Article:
* Coleridge's Literary Remains, vol. iii. p. 137. The following is Donne's admired division. It occurs in a sermon on Matt. xix. 17:-" The words are part of a dialogue, of a conference, between Christ and a man who proposed a question to him; to whom Christ makes an answer by way of another question, 'Why callest thou me good?' &c. In the words, and by occasion of them, we consider the text, the context, and the pretext: not as three equal parts of the building; but the context, as the situation and prospect of the house, the pretext, as the access and entrance into the house, and then the text itself, as the house itself, as the body of the building: in a word, in the text, the words; in the context, the occasion of the words; in the pretext, the purpose, the disposition of him who gave the occasion."

Greatly modified, no doubt, in many instances by personal tastes or peculiar circumstances, such was essentially the style of sermonising from the accession of James I. to the restoration of Charles II. The matter was often admirable, but nothing could well be more perverse than the manner. We now pro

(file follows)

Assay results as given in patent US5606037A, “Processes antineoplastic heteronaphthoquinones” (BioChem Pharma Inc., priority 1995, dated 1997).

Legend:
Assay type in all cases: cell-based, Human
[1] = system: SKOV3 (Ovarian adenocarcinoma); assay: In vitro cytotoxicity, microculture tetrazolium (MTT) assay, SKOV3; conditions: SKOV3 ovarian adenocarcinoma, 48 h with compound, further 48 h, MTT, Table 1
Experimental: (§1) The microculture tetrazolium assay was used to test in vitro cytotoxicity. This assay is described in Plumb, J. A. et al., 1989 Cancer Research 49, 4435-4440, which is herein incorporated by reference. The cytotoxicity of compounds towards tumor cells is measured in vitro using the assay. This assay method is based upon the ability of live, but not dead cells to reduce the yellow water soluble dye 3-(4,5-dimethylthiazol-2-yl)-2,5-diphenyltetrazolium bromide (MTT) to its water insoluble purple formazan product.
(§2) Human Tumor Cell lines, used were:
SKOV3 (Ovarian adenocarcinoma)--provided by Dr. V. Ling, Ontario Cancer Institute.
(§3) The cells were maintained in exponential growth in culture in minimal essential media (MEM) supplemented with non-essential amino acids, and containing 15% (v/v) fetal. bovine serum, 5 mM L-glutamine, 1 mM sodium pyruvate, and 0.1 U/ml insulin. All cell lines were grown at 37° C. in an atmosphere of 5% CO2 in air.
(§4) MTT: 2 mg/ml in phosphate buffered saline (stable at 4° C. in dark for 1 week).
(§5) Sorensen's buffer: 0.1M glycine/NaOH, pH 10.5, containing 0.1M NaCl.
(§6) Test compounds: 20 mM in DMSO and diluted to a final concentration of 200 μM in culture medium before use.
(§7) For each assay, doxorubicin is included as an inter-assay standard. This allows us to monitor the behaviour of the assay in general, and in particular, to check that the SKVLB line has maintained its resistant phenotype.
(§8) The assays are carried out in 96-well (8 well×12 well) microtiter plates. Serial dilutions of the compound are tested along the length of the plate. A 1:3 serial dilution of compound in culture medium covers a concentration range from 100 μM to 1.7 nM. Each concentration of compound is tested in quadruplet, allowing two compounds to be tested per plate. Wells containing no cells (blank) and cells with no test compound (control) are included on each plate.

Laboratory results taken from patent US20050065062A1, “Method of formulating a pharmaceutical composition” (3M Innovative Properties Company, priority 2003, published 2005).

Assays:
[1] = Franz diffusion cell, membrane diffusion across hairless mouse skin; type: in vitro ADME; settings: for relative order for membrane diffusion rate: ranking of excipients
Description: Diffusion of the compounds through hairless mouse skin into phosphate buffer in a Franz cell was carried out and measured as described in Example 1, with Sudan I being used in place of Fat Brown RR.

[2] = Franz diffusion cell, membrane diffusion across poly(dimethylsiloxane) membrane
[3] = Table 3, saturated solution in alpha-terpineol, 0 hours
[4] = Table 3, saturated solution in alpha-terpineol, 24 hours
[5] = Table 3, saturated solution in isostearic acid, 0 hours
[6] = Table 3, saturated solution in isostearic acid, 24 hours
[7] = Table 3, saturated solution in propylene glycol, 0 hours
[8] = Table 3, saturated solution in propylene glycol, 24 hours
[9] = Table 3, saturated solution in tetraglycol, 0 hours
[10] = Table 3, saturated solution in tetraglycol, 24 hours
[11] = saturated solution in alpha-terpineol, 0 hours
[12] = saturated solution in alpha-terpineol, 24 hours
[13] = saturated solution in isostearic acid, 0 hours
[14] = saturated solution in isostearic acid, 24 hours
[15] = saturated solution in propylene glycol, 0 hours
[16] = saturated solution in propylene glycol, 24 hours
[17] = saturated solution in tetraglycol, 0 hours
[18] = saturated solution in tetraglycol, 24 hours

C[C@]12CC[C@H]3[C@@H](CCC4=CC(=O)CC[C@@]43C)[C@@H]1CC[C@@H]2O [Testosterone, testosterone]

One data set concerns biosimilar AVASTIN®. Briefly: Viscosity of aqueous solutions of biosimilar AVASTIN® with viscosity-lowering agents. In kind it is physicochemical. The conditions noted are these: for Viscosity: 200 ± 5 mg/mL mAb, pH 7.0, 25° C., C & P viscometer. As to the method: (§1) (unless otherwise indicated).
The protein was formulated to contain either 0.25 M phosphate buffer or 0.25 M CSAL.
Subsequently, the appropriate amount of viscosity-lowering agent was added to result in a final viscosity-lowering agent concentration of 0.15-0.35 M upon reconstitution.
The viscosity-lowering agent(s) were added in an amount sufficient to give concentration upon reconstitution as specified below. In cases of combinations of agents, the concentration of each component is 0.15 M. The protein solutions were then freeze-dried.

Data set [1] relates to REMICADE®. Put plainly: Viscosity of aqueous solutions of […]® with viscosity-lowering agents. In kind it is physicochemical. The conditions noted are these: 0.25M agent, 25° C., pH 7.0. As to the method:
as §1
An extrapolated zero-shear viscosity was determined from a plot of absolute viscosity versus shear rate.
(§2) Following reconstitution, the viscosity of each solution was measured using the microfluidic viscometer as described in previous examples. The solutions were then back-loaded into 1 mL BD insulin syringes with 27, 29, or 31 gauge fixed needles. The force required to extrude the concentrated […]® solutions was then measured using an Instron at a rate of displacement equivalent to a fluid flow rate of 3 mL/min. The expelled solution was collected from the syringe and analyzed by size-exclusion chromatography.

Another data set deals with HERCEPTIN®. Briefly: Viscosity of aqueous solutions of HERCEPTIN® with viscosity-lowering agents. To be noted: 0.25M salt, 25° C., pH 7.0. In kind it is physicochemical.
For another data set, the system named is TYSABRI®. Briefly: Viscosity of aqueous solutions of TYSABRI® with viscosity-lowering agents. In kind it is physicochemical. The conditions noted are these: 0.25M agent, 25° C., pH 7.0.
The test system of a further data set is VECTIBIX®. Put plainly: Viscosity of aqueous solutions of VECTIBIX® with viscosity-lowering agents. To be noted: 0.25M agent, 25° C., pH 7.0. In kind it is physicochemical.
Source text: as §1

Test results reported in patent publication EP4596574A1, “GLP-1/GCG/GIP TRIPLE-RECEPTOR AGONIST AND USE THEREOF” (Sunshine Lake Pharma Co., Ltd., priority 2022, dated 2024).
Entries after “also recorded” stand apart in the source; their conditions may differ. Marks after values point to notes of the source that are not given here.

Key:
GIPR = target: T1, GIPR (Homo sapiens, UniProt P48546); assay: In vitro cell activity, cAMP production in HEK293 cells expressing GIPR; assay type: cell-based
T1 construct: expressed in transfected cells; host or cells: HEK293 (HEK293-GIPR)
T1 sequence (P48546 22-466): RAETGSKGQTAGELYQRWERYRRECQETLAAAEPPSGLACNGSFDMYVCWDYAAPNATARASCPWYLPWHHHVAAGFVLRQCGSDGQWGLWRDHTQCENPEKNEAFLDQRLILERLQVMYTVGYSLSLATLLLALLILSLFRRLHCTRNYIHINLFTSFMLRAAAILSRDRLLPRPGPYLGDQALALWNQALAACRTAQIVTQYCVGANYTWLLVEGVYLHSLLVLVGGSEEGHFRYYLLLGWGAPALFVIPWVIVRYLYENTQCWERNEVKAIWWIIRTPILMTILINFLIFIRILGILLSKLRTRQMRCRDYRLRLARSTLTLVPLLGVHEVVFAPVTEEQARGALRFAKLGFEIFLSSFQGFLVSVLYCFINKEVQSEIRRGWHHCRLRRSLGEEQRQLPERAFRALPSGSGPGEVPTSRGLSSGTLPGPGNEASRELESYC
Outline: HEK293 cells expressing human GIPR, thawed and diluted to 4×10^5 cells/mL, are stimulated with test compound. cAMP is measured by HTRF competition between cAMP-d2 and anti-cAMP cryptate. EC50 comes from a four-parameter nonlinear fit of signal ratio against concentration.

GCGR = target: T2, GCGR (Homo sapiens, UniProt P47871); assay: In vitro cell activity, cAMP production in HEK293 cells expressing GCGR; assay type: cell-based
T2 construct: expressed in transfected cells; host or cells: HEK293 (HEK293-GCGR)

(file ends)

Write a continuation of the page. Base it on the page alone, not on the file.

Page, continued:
ceed to give a short account of two pulpit orators who had the courage to adopt "the more excellent way" which their better judgment dictated, and whose unrivalled popularity soon procured general acceptance for their wiser method.


ROBERT SOUTH, the son of a London merchant, was born at Hackney in 1633, and was educated under the famous Dr Busby at Westminster School. Thence he proceeded to Oxford, and, along with John Locke, became a distinguished student at Christ Church, of which Dr Owen was at that time the dean. Even then he shewed the elements of that character to which subsequent years gave development and emphasis; wit and ill humour, petulance towards those whom it was safe to offend, and considerable adroitness in taking care of himself. His first publication was a congratulatory ode to Cromwell at the conclusion of the war with Holland, but as soon as the power of the Independents began to wane, the young churchman grew valiant, and shewed his heroism by insulting Dr Owen. Whilst there was a prospect of Presbyterian ascendency, he flattered the Presbyterians by his invectives against Independency; and when the restoration divested Prelacy of its dangers, he availed himself of an Episcopal ordination which, in 1658, he had obtained from one of the deprived bishops, and came out an ultra-royalist and a reviler of all the sectaries. We have mentioned his wit. In 1660 he was chosen University orator. In this capacity he had occasion to present to the